… they need them to live and to grow. – Me
Stories are equipment for living. – Kenneth Burke
Fiction gives life its form. – Jean Anouilh
Our appetite for story is a reflection of the profound human need to grasp the patterns of living, not merely as an intellectual exercise, but within a very personal, emotional experience. – Robert McKee
In reading Robert McKee’s Story: Substance, Structure, Style, and the Principles of Screenwriting, I found myself nodding and saying “aha!” more than once aloud. Embarrassing, especially as the kids were home on Christmas break. But much of what I had only intuitively grasped about story is delineated so clearly in this wonderful text that it felt, at times, like a revelation.
Just the experience a good storyteller would provide.
If you are a writer – a storyteller – I highly recommend this book. If you’re a parent, teacher, or writer, I urge you to think about the stories the children in our care read. Those books aren’t just entertainment – they are equipment for living. In a sense, any book a child wants to read is a good book. If a child is starving, you can’t be fussy about what food they eat. If a child doesn’t read, then any book that feeds their mind will have to do.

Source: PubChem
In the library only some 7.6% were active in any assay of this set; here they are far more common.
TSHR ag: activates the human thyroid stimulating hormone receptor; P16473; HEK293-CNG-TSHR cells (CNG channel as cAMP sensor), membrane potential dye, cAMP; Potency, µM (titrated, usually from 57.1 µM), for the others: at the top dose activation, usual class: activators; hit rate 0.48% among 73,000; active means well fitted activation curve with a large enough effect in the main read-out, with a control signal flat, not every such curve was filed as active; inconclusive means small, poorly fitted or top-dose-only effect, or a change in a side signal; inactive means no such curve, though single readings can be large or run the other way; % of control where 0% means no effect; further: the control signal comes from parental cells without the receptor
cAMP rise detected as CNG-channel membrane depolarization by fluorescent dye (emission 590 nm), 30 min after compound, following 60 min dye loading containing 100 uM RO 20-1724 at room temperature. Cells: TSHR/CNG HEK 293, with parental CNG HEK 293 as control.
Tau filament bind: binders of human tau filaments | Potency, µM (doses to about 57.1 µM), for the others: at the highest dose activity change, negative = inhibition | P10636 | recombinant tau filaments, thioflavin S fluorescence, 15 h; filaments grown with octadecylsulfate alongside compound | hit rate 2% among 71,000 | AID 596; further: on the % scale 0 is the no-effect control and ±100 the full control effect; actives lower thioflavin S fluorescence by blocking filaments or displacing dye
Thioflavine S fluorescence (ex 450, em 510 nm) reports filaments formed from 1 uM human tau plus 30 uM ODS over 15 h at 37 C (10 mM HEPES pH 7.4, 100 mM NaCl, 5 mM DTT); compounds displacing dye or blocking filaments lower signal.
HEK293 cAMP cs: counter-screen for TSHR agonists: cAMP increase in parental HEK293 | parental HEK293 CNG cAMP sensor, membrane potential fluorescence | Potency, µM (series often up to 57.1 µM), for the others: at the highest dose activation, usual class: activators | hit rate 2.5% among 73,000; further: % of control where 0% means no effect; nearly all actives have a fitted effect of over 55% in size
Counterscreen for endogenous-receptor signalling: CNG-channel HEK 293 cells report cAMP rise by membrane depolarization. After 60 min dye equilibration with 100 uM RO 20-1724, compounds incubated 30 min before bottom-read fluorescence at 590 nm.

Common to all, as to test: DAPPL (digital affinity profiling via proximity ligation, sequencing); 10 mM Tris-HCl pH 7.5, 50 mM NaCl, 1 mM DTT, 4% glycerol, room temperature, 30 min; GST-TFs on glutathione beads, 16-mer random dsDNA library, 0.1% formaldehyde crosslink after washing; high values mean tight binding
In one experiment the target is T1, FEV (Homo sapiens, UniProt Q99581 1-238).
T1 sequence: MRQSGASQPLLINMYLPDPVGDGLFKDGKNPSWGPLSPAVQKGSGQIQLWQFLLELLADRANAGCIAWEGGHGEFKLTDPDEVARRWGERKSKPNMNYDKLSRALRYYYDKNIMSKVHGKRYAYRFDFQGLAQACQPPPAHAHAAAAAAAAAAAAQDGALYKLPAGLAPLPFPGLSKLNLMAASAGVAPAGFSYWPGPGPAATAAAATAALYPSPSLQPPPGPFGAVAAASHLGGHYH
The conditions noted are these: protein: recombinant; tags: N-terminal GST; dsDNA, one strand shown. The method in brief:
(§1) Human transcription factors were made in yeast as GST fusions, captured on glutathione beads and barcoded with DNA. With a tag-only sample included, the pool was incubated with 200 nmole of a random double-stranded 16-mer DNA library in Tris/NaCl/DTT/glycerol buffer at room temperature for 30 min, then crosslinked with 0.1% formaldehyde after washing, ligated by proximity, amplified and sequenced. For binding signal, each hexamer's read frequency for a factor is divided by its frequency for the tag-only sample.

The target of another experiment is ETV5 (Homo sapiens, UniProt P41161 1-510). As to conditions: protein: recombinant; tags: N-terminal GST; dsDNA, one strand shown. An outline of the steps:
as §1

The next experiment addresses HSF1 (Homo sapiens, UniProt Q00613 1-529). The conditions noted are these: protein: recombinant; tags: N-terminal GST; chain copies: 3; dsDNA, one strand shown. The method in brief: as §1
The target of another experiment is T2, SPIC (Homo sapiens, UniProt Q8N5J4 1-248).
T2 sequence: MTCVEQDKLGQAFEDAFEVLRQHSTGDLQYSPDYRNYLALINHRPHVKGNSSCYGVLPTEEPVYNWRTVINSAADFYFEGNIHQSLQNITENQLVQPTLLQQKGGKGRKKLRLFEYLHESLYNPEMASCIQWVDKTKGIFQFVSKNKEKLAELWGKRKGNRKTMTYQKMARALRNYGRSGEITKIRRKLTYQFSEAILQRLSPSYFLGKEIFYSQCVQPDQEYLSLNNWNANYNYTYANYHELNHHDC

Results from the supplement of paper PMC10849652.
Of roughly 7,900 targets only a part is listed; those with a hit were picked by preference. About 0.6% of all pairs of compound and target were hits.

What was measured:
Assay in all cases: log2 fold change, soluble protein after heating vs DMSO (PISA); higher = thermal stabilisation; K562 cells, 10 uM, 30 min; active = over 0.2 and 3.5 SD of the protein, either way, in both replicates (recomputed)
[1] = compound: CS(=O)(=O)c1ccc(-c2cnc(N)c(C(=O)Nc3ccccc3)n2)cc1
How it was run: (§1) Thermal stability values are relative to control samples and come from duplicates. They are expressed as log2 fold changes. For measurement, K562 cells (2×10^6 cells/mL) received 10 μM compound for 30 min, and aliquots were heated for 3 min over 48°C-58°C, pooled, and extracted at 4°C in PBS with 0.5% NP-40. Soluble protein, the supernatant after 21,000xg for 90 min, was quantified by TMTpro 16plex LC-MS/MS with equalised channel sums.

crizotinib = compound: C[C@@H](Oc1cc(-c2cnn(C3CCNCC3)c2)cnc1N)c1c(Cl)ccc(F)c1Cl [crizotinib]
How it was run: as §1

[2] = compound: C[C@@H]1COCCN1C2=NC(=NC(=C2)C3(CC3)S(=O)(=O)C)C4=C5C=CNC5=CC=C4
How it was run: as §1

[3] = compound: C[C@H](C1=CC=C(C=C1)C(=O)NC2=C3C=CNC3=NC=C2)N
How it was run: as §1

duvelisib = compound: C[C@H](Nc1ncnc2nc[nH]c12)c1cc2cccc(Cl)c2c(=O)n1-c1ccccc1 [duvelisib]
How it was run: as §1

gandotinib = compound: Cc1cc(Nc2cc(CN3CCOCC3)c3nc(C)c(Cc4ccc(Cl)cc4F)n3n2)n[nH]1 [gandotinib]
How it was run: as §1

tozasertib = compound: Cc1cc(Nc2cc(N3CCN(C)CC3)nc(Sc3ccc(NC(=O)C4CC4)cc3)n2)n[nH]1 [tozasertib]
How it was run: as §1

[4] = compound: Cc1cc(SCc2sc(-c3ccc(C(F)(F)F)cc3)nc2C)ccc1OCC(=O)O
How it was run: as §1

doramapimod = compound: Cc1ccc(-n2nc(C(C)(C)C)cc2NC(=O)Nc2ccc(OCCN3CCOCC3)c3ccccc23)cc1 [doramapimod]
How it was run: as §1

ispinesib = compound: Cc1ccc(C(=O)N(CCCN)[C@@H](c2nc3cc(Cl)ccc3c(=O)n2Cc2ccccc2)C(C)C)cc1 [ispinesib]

But if your child’s plate is full, you want them to have the best foods, the kind with nutrients that will help them grow healthy and strong. If your child loves stories, guiding them to the ones that will nourish their minds is a gift of time you won’t regret. (And the occasional cupcake is fine too!) Your child’s reading deserves careful scrutiny and selection, just like any tools for crafting a life. Because what we read, throughout our lives, does influence us.
One of my resolutions this year is to read more – not least through the 2011 Debut Author Challenge – so hopefully we will have more reviews here at Ink Spells, and more books to help guide parents in finding good reads for those great, little minds.